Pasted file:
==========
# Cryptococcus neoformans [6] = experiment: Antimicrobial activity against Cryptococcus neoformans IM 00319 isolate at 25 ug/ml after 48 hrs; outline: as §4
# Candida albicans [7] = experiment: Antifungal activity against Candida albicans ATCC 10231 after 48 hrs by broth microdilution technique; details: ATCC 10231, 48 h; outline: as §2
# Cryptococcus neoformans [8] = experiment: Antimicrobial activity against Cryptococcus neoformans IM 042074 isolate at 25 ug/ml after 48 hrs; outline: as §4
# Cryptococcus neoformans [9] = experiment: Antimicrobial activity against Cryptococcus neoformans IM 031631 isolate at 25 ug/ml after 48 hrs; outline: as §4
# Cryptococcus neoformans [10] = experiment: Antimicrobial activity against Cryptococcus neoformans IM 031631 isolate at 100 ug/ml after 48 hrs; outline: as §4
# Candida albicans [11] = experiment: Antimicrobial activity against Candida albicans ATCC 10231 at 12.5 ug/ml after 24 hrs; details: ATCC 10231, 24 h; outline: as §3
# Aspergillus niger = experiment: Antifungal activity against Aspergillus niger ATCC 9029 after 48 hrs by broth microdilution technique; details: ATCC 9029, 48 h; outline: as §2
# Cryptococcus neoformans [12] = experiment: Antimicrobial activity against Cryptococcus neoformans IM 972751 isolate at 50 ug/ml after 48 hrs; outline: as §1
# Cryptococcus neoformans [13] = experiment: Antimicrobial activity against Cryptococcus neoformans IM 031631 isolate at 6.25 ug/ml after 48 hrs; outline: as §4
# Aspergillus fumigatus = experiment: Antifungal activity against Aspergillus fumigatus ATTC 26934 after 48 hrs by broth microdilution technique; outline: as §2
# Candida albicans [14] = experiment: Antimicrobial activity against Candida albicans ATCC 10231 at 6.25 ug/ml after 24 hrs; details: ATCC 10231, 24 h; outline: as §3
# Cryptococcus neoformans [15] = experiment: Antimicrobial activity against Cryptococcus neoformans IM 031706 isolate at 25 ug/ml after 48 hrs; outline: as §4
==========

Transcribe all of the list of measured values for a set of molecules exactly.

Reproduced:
# Cryptococcus neoformans [6] = experiment: Antimicrobial activity against Cryptococcus neoformans IM 00319 isolate at 25 ug/ml after 48 hrs; outline: as §4
# Candida albicans [7] = experiment: Antifungal activity against Candida albicans ATCC 10231 after 48 hrs by broth microdilution technique; details: ATCC 10231, 48 h; outline: as §2
# Cryptococcus neoformans [8] = experiment: Antimicrobial activity against Cryptococcus neoformans IM 042074 isolate at 25 ug/ml after 48 hrs; outline: as §4
# Cryptococcus neoformans [9] = experiment: Antimicrobial activity against Cryptococcus neoformans IM 031631 isolate at 25 ug/ml after 48 hrs; outline: as §4
# Cryptococcus neoformans [10] = experiment: Antimicrobial activity against Cryptococcus neoformans IM 031631 isolate at 100 ug/ml after 48 hrs; outline: as §4
# Candida albicans [11] = experiment: Antimicrobial activity against Candida albicans ATCC 10231 at 12.5 ug/ml after 24 hrs; details: ATCC 10231, 24 h; outline: as §3
# Aspergillus niger = experiment: Antifungal activity against Aspergillus niger ATCC 9029 after 48 hrs by broth microdilution technique; details: ATCC 9029, 48 h; outline: as §2
# Cryptococcus neoformans [12] = experiment: Antimicrobial activity against Cryptococcus neoformans IM 972751 isolate at 50 ug/ml after 48 hrs; outline: as §1
# Cryptococcus neoformans [13] = experiment: Antimicrobial activity against Cryptococcus neoformans IM 031631 isolate at 6.25 ug/ml after 48 hrs; outline: as §4
# Aspergillus fumigatus = experiment: Antifungal activity against Aspergillus fumigatus ATTC 26934 after 48 hrs by broth microdilution technique; outline: as §2
# Candida albicans [14] = experiment: Antimicrobial activity against Candida albicans ATCC 10231 at 6.25 ug/ml after 24 hrs; details: ATCC 10231, 24 h; outline: as §3
# Cryptococcus neoformans [15] = experiment: Antimicrobial activity against Cryptococcus neoformans IM 031706 isolate at 25 ug/ml after 48 hrs; outline: as §4